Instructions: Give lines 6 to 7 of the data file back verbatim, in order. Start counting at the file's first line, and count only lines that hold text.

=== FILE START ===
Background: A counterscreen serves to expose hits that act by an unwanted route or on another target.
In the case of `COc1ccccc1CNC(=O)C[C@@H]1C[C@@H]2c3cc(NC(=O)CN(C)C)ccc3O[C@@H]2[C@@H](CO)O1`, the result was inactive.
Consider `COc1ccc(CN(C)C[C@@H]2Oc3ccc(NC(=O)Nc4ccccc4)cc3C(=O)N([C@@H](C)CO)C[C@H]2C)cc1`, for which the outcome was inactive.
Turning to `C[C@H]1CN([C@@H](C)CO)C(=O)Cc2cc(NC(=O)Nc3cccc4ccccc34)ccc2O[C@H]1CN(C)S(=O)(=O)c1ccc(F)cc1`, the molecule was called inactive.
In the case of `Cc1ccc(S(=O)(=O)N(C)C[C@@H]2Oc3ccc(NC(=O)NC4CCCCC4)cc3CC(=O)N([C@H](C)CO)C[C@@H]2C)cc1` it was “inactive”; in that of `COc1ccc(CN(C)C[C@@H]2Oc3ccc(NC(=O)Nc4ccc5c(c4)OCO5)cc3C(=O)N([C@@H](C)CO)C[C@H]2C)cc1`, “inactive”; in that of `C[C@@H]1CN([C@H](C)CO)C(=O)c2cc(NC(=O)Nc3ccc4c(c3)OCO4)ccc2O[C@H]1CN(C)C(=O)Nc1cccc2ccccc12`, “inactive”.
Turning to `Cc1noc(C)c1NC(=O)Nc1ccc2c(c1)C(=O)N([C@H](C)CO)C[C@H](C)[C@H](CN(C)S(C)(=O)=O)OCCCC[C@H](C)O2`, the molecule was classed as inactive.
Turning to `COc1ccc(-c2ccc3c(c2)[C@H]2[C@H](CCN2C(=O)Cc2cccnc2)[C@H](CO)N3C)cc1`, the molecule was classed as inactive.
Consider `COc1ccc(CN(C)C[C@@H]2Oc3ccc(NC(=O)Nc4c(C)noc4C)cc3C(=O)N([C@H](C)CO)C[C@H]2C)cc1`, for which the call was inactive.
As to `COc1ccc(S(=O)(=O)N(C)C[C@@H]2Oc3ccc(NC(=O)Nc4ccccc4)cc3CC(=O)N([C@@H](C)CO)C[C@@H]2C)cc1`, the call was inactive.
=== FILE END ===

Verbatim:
Turning to `Cc1noc(C)c1NC(=O)Nc1ccc2c(c1)C(=O)N([C@H](C)CO)C[C@H](C)[C@H](CN(C)S(C)(=O)=O)OCCCC[C@H](C)O2`, the molecule was classed as inactive.
Turning to `COc1ccc(-c2ccc3c(c2)[C@H]2[C@H](CCN2C(=O)Cc2cccnc2)[C@H](CO)N3C)cc1`, the molecule was classed as inactive.